The way I see it, you are both buying time to move on, or he is at least.

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  • My ex contacted me saying he still loves me after ignoring my several texts for 10 weeks. When I didn’t respond he sent me texts saying he wanted know how I am and whats going on in my personal life. I never answered his texts to make him feel better for what he did. After a month of trying to get me to answer the texts stopped. he will probably text me again after 10 weeks but I still won’t answer. Life is too short to waste on immature games and it was an unhealthy relationship.

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  • My ex sent me this article, now I see why. She has a point. Thanks you for making me realize what I was doing with NC was destroying our relationship.

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  • When people break up for a good reason, it is usually forever. Attempts at contact are generally self serving and pointless. You can’t remain “friends” with someone who gave up on you and decided they were better off without you in their life.

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    • I am sure you are speaking about YOU. I can’t argue with that. You may be right that in your case it’s pointless to stay in contact… may be your breakup is forever.

      However, if you read stories on this blog, you’ll see that others have a whole different experience. Staying in contact made a huge difference, and for some, staying in contact is the main reason they got back their ex.

      Different folks, different stories.

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  • I didn’t try to stop my ex’s no contact and never contacted her in the 6 weeks she was in no contact. Now she’s mad that I didn’t try to get her back and texting me telling me she’s so over me but obviously she’s not. Why else is she mad that I didn’t try to get her back? She made it clear she wanted nothing to do with me when she initiated no contact, all I did was follow her lead.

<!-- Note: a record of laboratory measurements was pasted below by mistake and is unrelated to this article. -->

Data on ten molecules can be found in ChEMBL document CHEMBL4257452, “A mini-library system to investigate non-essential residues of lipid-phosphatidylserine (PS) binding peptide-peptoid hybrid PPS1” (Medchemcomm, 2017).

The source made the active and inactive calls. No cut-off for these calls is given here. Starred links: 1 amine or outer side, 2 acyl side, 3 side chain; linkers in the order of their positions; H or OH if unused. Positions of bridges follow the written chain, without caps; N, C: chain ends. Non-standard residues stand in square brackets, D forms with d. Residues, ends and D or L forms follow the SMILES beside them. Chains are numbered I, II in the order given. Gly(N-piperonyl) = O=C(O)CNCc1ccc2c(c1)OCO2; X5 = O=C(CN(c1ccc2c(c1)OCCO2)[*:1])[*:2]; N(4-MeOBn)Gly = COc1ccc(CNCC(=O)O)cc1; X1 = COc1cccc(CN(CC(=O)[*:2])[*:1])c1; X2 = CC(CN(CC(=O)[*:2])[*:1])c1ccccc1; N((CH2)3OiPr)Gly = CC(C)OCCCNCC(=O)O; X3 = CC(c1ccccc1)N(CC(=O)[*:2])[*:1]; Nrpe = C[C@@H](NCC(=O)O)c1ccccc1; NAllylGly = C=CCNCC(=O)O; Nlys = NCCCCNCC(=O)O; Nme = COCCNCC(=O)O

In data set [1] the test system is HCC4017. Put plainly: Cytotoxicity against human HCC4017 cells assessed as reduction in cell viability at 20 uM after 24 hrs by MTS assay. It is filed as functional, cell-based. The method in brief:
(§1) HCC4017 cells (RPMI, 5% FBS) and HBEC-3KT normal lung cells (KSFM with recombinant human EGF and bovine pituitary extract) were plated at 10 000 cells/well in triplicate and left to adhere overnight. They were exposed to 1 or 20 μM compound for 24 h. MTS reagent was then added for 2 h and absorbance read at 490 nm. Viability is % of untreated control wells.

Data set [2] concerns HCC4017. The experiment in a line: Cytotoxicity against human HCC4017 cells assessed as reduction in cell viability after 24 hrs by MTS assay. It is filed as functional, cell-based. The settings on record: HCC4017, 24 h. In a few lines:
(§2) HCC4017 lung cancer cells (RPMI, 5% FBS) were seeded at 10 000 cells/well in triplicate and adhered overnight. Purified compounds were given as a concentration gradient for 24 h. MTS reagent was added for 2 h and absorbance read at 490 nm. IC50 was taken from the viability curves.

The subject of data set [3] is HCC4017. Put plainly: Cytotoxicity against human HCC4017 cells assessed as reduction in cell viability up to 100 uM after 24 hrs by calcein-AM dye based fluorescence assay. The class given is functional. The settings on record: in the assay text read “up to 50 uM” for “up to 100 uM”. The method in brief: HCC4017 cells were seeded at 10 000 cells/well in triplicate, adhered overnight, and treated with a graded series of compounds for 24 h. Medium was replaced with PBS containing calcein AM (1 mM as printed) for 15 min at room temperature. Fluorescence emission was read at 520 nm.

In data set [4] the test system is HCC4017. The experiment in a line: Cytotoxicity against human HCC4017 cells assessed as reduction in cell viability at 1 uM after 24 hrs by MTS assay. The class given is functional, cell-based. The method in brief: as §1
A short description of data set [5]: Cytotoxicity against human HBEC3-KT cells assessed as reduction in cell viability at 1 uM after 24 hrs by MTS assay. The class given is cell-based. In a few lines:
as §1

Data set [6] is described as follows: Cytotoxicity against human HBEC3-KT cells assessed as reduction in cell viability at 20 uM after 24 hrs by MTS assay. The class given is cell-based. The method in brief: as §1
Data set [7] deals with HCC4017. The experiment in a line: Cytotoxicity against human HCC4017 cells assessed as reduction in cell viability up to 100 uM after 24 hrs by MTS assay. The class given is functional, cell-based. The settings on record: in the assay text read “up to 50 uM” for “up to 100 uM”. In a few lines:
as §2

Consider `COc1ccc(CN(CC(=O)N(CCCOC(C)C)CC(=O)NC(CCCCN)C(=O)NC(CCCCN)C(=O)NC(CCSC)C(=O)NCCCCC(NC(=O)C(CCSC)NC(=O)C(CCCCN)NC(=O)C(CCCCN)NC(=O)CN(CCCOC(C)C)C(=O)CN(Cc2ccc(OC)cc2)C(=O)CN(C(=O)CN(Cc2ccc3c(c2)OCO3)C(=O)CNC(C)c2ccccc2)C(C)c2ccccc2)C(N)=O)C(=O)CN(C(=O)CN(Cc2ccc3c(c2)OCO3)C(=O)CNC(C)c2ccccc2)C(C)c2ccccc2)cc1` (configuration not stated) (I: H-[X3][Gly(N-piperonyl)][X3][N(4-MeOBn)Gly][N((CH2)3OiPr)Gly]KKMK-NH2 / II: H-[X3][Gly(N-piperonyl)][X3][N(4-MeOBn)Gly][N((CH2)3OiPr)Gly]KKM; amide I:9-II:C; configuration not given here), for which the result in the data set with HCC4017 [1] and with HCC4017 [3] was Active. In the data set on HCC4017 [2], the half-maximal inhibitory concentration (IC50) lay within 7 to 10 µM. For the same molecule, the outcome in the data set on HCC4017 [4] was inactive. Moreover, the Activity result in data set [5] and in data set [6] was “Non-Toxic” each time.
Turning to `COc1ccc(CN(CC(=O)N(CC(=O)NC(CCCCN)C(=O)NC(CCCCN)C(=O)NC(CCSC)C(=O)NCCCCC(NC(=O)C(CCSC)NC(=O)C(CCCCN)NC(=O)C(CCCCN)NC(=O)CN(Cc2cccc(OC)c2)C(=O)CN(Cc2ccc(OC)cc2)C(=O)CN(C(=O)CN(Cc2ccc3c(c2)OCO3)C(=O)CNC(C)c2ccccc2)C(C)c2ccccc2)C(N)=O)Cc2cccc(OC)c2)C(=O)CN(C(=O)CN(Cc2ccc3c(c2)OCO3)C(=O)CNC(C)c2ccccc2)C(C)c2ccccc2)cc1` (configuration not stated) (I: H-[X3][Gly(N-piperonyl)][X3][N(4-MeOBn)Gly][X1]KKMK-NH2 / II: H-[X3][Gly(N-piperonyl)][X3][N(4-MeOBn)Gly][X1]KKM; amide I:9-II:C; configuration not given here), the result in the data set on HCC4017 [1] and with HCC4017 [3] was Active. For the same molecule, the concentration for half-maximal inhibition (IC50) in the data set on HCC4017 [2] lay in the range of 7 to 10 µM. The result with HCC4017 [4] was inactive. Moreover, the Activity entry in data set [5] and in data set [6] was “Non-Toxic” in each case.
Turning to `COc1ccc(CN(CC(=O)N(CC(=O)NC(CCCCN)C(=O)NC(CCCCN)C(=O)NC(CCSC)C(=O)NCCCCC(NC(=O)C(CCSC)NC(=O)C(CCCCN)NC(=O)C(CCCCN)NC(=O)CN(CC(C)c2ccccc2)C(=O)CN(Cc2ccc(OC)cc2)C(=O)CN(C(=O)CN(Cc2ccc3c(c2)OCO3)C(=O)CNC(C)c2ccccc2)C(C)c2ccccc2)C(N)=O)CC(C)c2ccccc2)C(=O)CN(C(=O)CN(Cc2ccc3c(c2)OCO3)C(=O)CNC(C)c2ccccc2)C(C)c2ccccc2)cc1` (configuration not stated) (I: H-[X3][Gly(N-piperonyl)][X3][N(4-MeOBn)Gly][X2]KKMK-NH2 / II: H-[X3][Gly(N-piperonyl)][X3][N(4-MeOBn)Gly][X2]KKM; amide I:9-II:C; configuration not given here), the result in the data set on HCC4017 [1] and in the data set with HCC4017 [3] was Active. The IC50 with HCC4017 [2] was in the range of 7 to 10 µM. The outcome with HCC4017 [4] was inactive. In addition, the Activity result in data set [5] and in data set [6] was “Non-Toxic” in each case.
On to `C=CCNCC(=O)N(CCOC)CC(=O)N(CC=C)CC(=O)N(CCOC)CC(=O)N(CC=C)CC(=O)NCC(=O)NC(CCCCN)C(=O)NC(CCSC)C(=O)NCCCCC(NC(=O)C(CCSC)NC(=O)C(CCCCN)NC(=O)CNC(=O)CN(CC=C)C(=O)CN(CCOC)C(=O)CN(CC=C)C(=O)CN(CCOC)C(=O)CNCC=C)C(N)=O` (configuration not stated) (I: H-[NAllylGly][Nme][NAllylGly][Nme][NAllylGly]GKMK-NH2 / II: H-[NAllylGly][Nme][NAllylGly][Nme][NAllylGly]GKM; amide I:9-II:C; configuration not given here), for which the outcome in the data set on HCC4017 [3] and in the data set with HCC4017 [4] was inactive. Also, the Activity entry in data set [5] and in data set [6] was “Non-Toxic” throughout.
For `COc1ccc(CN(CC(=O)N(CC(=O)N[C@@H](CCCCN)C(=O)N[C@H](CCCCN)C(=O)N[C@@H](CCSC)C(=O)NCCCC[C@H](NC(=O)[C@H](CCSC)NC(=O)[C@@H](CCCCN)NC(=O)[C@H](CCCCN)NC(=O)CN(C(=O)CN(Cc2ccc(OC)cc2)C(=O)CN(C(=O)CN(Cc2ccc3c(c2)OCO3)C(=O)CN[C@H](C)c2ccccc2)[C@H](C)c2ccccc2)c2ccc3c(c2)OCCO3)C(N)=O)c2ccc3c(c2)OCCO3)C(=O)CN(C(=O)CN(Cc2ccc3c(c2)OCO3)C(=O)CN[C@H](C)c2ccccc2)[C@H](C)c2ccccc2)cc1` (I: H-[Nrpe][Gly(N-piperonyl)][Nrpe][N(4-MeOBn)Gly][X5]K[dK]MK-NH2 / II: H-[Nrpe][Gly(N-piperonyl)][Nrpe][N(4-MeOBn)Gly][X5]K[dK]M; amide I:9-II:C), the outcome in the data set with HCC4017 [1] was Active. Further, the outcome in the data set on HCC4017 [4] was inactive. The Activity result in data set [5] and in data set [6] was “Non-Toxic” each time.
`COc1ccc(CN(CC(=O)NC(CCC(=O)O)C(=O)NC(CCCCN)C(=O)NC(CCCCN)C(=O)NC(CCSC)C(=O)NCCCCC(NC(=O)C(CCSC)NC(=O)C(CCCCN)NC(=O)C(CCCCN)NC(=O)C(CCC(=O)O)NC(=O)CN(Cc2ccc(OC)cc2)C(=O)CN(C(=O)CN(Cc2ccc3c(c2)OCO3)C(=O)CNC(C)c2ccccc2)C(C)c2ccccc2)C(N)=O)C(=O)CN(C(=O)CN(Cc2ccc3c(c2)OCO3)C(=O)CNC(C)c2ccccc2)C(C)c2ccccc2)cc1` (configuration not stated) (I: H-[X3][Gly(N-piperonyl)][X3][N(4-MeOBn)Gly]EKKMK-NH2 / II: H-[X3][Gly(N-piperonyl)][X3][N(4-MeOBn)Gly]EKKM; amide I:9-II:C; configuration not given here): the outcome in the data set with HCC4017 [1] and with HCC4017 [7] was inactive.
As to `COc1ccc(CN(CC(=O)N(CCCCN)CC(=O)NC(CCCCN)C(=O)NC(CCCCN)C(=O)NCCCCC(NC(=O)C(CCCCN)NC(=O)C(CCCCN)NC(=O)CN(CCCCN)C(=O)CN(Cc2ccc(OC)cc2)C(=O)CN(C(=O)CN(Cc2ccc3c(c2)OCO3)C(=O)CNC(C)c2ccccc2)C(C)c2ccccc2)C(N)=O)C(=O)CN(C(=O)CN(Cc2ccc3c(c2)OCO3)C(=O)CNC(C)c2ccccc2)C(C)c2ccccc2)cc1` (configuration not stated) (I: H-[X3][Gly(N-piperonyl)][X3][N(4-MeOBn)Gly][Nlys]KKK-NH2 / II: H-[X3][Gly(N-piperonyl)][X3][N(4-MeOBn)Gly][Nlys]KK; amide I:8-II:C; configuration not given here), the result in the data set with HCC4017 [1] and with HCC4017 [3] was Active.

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    • She’s mad because you didn’t try to stop her no contact. She had expected you to contact her to validate her reasons for doing no contact (make you miss her) but since you didn’t contact her she’s upset that you didn’t miss her.

      You getting all upset isn’t worth it. If you don’t want her back, then just let it go. If you want her back, then try to work things out instead of playing “who is more mad.”

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  • I was abandoned by my mother when was 3, I am 38 years old but it still has effect on me. I will give you space if you ask for it but when you cease all contact after only one attempt to reach them to see if they are okay, I don’t contact them again even if they later contact me.

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  • Secure people will understand, and support your need for space, once you communicate that your space is necessary to your self-care and well being. After a certain amount of time has passed, they will check to see if you want to resume communication. BUT if you continuously ignore and not communicate at all, eventually after a couple of attempts, the secure person assumes you’re just not interested and they’ll go about their own thing. Why would I continue to contact someone who’s not interested?

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    • I agree with everything you said. I wish more people would understand that most grow-ups understand the need for space, but you have to clearly communicate to them why and what to expect. Just cutting someone off and ignoring them for long periods of time is so childish.

      At a certain age, most of us don’t have tolerance for “high school behaviour”.